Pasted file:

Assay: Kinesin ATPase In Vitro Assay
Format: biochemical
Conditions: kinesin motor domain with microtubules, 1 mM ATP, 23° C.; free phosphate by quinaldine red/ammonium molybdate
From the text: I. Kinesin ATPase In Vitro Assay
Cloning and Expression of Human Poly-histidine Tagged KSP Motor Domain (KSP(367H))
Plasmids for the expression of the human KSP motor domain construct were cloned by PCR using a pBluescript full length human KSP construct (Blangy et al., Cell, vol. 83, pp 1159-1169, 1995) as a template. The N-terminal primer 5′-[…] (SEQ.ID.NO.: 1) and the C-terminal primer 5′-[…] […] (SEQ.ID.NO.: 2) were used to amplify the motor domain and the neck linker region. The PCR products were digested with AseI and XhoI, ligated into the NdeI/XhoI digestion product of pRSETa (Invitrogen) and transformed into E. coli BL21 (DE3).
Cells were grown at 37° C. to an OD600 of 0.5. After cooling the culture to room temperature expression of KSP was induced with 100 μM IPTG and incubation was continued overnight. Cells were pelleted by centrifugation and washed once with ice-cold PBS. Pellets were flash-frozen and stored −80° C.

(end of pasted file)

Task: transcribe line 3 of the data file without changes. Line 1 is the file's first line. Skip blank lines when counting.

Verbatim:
Conditions: kinesin motor domain with microtubules, 1 mM ATP, 23° C.; free phosphate by quinaldine red/ammonium molybdate